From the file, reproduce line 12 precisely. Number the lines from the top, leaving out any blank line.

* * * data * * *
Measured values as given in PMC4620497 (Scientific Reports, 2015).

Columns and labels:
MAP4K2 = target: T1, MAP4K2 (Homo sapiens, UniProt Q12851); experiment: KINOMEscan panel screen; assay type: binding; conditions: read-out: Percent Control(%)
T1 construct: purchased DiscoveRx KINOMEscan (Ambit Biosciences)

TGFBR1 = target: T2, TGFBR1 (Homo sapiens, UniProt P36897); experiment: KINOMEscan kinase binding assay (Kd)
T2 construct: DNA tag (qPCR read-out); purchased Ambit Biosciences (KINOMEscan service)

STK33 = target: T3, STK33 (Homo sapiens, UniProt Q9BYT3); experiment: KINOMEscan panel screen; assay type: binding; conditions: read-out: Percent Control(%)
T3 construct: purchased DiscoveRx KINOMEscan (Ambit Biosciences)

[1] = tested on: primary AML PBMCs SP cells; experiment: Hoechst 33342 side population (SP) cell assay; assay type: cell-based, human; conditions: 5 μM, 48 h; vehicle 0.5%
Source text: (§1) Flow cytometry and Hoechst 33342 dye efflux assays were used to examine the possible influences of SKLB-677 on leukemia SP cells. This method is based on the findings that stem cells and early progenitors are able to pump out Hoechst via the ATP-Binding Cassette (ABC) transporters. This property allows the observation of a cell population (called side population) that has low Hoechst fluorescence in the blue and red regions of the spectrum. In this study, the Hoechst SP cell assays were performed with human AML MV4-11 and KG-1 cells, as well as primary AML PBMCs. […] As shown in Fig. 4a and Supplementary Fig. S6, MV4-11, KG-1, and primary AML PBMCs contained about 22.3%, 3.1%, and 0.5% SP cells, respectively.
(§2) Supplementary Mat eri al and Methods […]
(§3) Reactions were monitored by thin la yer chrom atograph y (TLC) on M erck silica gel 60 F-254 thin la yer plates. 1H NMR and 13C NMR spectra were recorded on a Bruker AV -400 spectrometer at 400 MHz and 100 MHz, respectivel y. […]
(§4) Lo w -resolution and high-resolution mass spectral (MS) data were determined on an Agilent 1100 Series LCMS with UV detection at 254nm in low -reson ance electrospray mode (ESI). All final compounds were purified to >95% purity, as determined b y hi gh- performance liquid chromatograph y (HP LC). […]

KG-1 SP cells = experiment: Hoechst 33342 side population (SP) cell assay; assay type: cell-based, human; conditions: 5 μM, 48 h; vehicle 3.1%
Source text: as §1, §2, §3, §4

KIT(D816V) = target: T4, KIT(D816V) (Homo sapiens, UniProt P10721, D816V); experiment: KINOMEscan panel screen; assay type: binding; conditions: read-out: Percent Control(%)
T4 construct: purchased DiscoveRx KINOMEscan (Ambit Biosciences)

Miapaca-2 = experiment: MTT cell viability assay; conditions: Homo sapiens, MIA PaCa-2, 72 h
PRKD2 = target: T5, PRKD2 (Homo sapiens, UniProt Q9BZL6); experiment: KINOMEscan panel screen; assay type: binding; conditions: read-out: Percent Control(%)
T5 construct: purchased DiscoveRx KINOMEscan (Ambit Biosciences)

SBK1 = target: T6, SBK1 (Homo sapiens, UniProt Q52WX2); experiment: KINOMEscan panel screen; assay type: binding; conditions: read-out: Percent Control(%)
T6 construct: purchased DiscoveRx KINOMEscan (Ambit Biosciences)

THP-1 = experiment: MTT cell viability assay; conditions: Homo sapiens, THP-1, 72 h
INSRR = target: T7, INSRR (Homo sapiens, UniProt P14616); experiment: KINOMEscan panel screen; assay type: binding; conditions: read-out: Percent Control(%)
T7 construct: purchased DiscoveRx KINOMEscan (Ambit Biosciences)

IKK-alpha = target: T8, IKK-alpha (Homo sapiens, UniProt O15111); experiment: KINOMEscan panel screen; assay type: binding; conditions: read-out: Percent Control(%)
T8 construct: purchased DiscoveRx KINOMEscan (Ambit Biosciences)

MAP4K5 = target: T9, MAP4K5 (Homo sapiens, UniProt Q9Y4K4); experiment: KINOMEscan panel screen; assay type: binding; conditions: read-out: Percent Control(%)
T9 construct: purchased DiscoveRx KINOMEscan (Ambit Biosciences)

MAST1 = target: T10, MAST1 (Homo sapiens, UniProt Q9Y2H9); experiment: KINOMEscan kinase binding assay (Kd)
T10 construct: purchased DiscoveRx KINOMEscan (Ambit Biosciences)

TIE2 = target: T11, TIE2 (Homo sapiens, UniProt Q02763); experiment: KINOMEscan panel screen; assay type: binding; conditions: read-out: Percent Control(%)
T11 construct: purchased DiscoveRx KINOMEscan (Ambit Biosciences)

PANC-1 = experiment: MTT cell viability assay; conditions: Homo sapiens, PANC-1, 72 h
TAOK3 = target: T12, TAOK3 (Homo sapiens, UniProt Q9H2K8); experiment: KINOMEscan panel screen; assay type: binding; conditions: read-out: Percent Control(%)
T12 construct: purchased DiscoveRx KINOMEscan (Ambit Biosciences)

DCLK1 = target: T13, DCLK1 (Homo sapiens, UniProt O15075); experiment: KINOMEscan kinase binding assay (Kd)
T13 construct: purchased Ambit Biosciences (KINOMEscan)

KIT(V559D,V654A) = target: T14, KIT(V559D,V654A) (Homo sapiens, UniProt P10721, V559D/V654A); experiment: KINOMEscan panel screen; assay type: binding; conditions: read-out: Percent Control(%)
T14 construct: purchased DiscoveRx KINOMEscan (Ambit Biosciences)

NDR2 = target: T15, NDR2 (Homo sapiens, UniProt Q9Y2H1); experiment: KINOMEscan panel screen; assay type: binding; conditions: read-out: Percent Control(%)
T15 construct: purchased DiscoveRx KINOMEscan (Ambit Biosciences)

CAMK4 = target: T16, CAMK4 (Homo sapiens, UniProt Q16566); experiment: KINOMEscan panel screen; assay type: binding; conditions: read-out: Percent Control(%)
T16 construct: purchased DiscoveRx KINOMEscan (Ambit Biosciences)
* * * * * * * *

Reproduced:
(§3) Reactions were monitored by thin la yer chrom atograph y (TLC) on M erck silica gel 60 F-254 thin la yer plates. 1H NMR and 13C NMR spectra were recorded on a Bruker AV -400 spectrometer at 400 MHz and 100 MHz, respectivel y. […]